May 10, 2021

High Net Worth Life Insurance in Asia: Outlook and Opportunities

High Net Worth Life Insurance in Asia: Outlook and Opportunities

High Net Worth Life Insurance in Asia: Outlook and Opportunities

High Net Worth-focused insurers in Asia are increasingly optimistic after weathering a challenging 2020; NMG’s research suggests that a few leading players will dominate growth and economics over the next 3 – 5 years.

The past twelve months were challenging for the Asian High Net Worth (HNW) life insurance market: sales declined materially in Q2 as global COVID restrictions ended cross-border travel. However, sentiment rebounded throughout the second half of the year with a particularly strong finish in Q4. NMG expects positive momentum to continue into 2021, though with significant variation in outcomes for providers based on their franchise, product orientation and business capability.

Market Outlook

On NMG’s numbers, Asia HNW1 life insurance volumes were USD1.2bn in 2020, up 4% on 2019, though still materially down on ‘high watermark’ levels before heightened restrictions on the capital outflow from China and the Hong Kong protest movement. We estimate that Asia accounts for approximately ~15% of total HNW life insurance sales globally.

Figure 1: Asia HNW Life Insurance New Business (APE, USD bn, 2016 – 20)

Source: NMG Asia HNW Market Sizing

It is important to note, however that volume dynamics differed materially by product, domicile and channel:

  • Business flows shifted in favour of non-medically underwritten business (both linked and non-linked). This was a function of macro factors and medical underwriting requirements.
  • Sales of universal life (the long-term preferred product for the HNW market, though it has been in decline for several years) fell by more than 50% and by Q4 universal life accounted for less than 10% of HNW sales.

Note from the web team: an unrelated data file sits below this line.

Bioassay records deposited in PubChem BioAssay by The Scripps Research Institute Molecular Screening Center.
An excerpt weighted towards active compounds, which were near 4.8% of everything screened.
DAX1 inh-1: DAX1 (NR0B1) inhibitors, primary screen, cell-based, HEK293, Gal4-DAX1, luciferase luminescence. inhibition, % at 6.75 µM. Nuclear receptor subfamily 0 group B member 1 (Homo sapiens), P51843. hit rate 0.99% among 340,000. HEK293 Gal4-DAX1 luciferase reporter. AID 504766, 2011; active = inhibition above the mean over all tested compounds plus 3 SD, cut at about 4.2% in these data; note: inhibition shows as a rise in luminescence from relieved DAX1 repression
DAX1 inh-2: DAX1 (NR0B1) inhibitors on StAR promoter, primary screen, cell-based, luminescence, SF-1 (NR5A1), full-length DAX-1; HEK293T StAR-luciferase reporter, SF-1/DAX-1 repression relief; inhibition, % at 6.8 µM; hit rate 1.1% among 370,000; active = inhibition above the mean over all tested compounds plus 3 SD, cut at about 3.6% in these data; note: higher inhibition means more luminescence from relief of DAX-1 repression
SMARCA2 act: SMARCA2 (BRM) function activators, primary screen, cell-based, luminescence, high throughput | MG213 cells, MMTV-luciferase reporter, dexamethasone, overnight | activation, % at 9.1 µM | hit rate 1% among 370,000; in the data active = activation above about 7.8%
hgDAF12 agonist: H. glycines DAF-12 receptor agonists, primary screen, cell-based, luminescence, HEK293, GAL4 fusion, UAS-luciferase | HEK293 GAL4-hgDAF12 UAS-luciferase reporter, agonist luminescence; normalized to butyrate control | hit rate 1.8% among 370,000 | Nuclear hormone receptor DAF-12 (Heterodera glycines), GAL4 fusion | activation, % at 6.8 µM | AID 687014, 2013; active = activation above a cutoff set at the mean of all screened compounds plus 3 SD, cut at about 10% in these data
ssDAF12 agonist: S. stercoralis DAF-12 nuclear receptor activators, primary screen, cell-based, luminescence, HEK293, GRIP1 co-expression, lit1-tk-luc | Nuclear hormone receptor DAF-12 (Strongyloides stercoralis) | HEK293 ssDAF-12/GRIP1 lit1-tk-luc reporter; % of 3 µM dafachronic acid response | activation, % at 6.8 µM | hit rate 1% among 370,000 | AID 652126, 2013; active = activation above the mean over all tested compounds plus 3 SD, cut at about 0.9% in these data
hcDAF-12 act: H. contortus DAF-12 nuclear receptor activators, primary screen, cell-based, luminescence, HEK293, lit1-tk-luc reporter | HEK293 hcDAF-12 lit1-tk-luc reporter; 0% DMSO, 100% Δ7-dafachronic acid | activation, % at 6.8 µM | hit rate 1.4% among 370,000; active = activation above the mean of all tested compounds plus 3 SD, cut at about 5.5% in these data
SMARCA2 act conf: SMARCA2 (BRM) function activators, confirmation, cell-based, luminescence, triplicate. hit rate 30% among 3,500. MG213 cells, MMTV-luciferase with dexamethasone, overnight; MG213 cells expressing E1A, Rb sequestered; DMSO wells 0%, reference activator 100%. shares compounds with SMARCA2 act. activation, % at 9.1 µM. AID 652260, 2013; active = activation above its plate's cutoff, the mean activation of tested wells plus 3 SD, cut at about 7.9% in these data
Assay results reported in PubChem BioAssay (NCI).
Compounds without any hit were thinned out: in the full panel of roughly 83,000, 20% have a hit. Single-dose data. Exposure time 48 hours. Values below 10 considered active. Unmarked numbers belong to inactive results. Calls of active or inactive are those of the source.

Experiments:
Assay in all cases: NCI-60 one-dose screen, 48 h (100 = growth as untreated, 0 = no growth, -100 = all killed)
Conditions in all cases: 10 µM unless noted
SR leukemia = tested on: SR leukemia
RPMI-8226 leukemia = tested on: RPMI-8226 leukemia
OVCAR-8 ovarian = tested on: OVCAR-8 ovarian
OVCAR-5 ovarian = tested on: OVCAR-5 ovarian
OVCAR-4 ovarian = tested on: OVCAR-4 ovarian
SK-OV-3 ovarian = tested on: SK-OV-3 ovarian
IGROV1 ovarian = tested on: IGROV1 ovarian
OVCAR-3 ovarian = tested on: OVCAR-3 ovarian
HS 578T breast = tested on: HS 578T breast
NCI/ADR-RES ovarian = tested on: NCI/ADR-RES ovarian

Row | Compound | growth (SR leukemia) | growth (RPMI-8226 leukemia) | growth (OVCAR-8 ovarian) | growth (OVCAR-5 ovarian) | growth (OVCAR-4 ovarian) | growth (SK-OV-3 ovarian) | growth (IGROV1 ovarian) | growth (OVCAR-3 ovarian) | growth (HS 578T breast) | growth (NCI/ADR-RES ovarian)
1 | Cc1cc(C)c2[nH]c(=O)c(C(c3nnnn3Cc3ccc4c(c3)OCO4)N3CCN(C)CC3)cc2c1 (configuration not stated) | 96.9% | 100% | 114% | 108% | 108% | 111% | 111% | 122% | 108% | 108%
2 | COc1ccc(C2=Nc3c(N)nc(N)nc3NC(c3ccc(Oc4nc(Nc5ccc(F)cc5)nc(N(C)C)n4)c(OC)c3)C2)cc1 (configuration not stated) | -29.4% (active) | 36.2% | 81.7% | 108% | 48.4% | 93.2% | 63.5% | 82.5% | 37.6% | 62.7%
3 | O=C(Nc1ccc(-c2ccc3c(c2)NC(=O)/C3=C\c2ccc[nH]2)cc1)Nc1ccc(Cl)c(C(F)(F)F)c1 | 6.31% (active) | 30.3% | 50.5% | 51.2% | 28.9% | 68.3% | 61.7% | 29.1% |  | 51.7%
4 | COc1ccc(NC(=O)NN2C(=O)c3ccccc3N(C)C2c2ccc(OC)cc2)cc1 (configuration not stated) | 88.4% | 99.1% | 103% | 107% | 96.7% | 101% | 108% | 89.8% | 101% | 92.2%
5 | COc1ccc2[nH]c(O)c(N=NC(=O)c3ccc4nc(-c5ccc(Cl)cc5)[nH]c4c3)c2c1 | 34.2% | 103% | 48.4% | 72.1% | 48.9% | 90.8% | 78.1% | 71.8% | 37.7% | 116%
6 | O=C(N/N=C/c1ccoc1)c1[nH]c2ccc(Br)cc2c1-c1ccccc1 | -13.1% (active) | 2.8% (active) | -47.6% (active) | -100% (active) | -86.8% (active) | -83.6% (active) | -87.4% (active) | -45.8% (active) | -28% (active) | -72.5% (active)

• Offshore centres (e.g. Bermuda, Isle of Man, Lichtenstein, Austria) outperformed onshore centres, partially due to more flexible customer on-boarding processes.
  • The broker channel materially outperformed captive channels, given greater agility to switch between products and providers.

Figure 2: Asia HNW Life Insurance NB Growth Rates by Product/Domicile (%, 2020 v 19)

Note: red cells represent negative APE growth, grey cells represent nil participation of the domiciles in certain products, and green cells represent positive APE growth
Source: NMG Asia HNW Market Sizing

Asia remains differentiated from the global HNW (wealth planning) market, where private placement unit-linked solutions (PPLI) dominate. While PPLI allocations increased materially from a low base, this represents ~15% of the Asia HNW market (though we estimate >25% of UHNW).

We expect a continuing rebound in 2021 and growth over the mid-term, again with significant variability in outcomes based on franchise quality, breadth of proposition and capability depth.

We observed a sharp recovery in new business volumes in Q4 2020 (though this was partially due to a ‘fire-sale’ of keenly priced products flagged for closure in early 2021). However, underlying demand remains high so that continued strong momentum into 2021 is expected due to the:

  • Growth of HNW and UHNW populations and increasing international mobility amongst these demographics.
  • Transition from first- to second-generation wealth.
  • Growing value of intergenerational wealth transfers.
  • Better understanding of the role insurance structures can play in estate planning.

We believe the build-up of technical depth and placement capability will support placement activity across a broader range of customer segments and needs. We also see robust provider appetite underpinning supply across segments and product categories (including new ‘start-up’ insurers, global specialists building up their regional presence, and established regional insurers looking for growth outside traditional segments and channels). Our central forecast scenario is for aggregate new business growth of between 10 – 15% over the next three years.